The Gulf war will be very different. Just as the American military will be using sophisticated weapons systems never be- fore tested in battle, the networks will have at their disposal an arsenal of night-vision, cameras and portable satellite communica- tion equipment never used in wartime.This is the first time that, say, a chemical attack or aerial dog-fight, technologically at least, can be brought live into millions of Amer- ican homes — via a small satellite dish planted in the desert of Saudi Arabia or the streets of Baghdad.
The American Cable Network News has changed the whole art of war coverage. The network has become essential to fol- lowing the crisis, linking up capital cities and adversaries, and acting as a sort of alternative forum to the United Nations. It now reaches all over the world, and claims eager subscribers in Washington, Moscow and Baghdad.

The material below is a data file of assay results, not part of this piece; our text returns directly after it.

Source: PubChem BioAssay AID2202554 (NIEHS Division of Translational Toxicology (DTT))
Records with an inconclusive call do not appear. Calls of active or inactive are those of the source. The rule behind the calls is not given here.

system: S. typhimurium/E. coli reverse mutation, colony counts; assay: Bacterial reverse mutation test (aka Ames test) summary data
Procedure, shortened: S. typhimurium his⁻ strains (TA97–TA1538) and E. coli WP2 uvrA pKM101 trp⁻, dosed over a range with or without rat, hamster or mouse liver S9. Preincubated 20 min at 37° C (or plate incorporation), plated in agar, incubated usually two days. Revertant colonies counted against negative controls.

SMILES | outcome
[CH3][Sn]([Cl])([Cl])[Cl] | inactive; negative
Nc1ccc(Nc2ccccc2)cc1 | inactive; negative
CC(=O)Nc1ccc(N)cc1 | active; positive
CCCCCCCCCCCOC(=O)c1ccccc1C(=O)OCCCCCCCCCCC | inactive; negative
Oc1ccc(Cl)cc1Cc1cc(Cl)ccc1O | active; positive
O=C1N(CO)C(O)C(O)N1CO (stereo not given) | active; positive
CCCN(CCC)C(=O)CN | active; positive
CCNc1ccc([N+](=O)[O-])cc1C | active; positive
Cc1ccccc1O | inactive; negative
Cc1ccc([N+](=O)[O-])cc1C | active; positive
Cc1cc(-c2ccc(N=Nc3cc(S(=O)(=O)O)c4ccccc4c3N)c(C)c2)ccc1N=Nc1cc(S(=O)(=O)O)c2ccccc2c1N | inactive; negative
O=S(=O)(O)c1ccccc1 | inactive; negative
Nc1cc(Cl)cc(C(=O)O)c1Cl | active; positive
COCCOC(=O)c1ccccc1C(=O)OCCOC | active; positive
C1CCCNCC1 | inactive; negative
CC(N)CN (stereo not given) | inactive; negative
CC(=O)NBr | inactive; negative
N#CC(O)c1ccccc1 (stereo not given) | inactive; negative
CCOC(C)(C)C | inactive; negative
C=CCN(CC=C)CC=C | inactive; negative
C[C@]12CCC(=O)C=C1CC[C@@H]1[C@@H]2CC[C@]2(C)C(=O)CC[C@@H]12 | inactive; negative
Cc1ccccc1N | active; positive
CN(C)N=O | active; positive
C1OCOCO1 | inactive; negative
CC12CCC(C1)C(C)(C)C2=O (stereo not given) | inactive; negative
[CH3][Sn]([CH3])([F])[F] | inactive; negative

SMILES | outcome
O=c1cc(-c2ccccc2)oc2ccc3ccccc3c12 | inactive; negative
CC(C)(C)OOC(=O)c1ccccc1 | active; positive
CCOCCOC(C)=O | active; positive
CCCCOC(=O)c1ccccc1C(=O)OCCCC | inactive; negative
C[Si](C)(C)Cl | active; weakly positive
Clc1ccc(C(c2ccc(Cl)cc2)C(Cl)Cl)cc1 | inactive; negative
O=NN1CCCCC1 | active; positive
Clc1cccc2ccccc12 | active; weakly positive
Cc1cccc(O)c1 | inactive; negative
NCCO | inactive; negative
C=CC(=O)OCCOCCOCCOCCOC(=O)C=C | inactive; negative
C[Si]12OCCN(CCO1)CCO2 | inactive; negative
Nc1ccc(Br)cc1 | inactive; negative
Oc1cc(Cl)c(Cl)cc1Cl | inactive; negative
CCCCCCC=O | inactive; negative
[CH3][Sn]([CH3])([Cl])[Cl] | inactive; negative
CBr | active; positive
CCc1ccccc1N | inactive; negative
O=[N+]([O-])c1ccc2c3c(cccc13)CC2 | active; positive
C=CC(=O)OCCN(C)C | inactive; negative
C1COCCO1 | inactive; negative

The Pentagon hopes to frustrate live coverage as much as possible by requiring material from accredited correspondents in Saudi Arabia to be submitted to officials for 'security review', although in practice this system is likely to break down as journalists test the limits of official toler- ance. Besides, the US authorities will have no control over what Iraqi officials choose to allow American journalists in Baghdad to visit and film. You can be certain that if saturation bombing of the Iraqi capital becomes an American tactic, stomach- churning footage of bombed-out schools and hospitals wil find their way on to American screens.
CNN, by its own frank admission, recog- nises no legitimate restraints on what it should or should not broadcast. Back in the early days of the crisis George Bush was furious that his unconvincing efforts to portray Saddam Hussein as a latter-day Hitler were undercut by live coverage of the Iraqi leader's amicable meetings with Western hostages.